A Picture is Worth a Thousand Words
Photography may be a more effective and reasonably inexpensive alternative to drawing or painting, but more thought and feeling goes into a painting than a photograph.
Photography is relatively simple in comparison to painting, which is a much more complex task. With photography, the composition is already completely arranged, but with a painting the objective is much more open to interpretation by the artist. The artist has the ability to capture much more emotion, understanding, and significance in an event and apply this fiery drive to his paintbrush when creating his own masterpiece.
When dealing with reality, I think a photograph may represent an actual physical recollection of a person or object, but a painting created from scratch adds the reality of perception to the equation. Reality is always open to a different observation and interpretation.
Artists during the Realism period concentrated on the real world as they saw it, and chose to construct their pieces of work with normal, everyday activities, therefore making it all the more real. One painter during this time period was Jean-Baptiste-Camille Corot. In his piece titled Ville d’Avray, he chooses to capture a woman in a forest-like setting. The text states Corot worked very quickly so that he could capture the “underlying rhythm of nature” to make his landscapes reveal the magic moment of truth. In my interpretation, his quick brushstrokes in light and dark values are meant to create movement; you can practically see the wind blowing through the rustling trees, gently swaying the woman’s long, flowing skirt. With his choice of colors, I can feel a slight chill from the breeze due to the haziness and dimly lit sky. If this were a photograph, the image would be less blurred, and I would see a woman, a couple of trees, and more defined colors. I wouldn’t feel anything from the photograph. I would just see objects. With this painting however, I interpret it to make me feel a certain way (serene and lethargic), and it provokes me to ponder as to why this woman is amongst the trees on such a blustery day. This painting allows me to reflect and speculate upon whether the artist had similar feelings while creating such a magnificent composition.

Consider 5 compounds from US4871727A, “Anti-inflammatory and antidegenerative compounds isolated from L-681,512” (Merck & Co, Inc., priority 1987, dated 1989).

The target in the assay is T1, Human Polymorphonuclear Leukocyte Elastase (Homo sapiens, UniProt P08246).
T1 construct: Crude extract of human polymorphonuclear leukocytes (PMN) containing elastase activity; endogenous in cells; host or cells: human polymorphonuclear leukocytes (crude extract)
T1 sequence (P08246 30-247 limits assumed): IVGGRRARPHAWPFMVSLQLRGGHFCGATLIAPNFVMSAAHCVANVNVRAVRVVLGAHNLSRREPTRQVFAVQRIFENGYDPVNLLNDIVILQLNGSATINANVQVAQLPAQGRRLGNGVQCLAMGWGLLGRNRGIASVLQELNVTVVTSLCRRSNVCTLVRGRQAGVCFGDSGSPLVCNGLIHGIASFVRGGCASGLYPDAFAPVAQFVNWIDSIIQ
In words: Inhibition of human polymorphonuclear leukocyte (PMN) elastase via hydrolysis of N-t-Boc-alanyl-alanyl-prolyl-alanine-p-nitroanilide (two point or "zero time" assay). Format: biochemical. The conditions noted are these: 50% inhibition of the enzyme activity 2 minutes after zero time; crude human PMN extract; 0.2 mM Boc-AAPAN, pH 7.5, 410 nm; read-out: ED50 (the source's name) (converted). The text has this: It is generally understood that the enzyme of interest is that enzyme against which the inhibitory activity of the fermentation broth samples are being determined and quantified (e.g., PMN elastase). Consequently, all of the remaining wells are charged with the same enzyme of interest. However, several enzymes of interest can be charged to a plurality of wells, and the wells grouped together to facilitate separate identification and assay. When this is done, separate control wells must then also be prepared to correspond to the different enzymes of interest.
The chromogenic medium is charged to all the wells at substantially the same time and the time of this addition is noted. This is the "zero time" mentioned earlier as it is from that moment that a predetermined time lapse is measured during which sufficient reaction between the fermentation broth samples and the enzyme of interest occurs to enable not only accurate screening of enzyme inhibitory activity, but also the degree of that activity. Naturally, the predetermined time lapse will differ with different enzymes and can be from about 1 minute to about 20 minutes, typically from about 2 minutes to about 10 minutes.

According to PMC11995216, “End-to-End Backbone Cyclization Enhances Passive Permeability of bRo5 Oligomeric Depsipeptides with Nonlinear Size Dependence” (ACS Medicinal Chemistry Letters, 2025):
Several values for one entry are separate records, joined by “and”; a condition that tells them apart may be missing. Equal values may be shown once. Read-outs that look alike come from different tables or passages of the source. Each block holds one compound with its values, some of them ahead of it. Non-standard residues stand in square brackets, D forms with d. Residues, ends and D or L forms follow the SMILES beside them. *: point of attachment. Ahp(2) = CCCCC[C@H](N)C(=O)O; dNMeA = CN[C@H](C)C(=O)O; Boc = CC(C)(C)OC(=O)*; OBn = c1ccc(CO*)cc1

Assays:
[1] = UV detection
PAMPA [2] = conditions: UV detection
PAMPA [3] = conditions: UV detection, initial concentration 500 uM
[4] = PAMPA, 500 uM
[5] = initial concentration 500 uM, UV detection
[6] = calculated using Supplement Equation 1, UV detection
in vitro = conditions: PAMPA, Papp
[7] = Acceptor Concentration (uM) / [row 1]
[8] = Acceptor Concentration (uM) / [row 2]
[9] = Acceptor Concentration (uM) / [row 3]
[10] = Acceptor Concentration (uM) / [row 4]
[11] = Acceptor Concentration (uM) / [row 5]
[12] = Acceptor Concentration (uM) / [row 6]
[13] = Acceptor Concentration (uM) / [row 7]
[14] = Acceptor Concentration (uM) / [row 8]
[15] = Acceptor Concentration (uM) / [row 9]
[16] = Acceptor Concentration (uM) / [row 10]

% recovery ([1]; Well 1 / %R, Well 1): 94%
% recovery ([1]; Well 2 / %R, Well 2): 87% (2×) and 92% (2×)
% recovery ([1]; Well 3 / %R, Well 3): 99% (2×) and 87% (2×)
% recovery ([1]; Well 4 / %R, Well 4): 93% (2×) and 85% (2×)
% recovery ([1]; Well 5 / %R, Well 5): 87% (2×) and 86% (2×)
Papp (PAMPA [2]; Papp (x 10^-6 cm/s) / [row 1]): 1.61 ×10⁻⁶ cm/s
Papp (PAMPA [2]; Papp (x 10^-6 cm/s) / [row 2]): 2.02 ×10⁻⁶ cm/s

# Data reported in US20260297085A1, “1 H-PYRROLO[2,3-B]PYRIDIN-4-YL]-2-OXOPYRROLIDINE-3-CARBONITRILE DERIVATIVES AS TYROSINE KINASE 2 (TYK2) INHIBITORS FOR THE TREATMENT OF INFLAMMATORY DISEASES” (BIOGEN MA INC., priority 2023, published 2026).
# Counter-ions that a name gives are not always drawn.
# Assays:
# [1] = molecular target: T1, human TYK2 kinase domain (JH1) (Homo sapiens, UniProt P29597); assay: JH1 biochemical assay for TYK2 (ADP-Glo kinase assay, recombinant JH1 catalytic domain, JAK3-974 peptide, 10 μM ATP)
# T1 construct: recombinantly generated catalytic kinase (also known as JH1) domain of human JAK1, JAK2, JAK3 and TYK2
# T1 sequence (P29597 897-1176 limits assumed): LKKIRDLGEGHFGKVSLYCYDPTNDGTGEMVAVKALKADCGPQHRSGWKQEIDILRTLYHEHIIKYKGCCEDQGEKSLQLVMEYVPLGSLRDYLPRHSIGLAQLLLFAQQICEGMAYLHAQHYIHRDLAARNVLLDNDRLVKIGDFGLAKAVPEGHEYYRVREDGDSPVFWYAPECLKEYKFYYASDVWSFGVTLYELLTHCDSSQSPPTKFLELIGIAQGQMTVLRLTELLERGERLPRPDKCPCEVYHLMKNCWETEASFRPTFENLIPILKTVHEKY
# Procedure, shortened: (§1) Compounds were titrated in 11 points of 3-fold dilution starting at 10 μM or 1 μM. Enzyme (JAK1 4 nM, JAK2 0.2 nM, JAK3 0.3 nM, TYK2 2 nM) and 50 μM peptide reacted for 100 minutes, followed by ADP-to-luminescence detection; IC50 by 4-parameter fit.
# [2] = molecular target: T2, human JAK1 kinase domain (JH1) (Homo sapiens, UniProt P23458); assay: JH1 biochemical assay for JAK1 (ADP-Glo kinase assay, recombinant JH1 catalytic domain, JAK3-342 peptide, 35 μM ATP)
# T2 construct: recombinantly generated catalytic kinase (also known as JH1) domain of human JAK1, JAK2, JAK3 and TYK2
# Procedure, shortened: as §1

Another thought-provoking painting created during the Realism period is Gustave Courbet’s Burial at Ornans. Courbet was viewed as the leader of Realism in art, and he said “to paint a bit of country, one must know it.” This may be the foundation of realism, because the artists chose simple, everyday events (such as Courbet chose a burial in this particular painting), and made them into complex narratives. In Burial at Ornans, Courbet makes me feel mournful from the dark composition, as it unfortunately reminds me of a funeral I recently attended. When I read that Courbet demanded the subjects in his picture of numerous sittings, I can only imagine what they had to think about to achieve such sorrowful dispositions. It is especially heart-wrenching when the viewer painstakingly examines all of the detailed faces, especially that of the altar boys. One innocent child is looking up towards an elder man, probably questioning “Why?” This simple action may be symbolic of so many of us looking up towards Heaven and asking God “Why?” when we lose a loved one. This painting is a true example of realism, and it was probably primarily rejected because people of that time period wanted optimistic pieces of art; not work that made them pessimistically question real life events.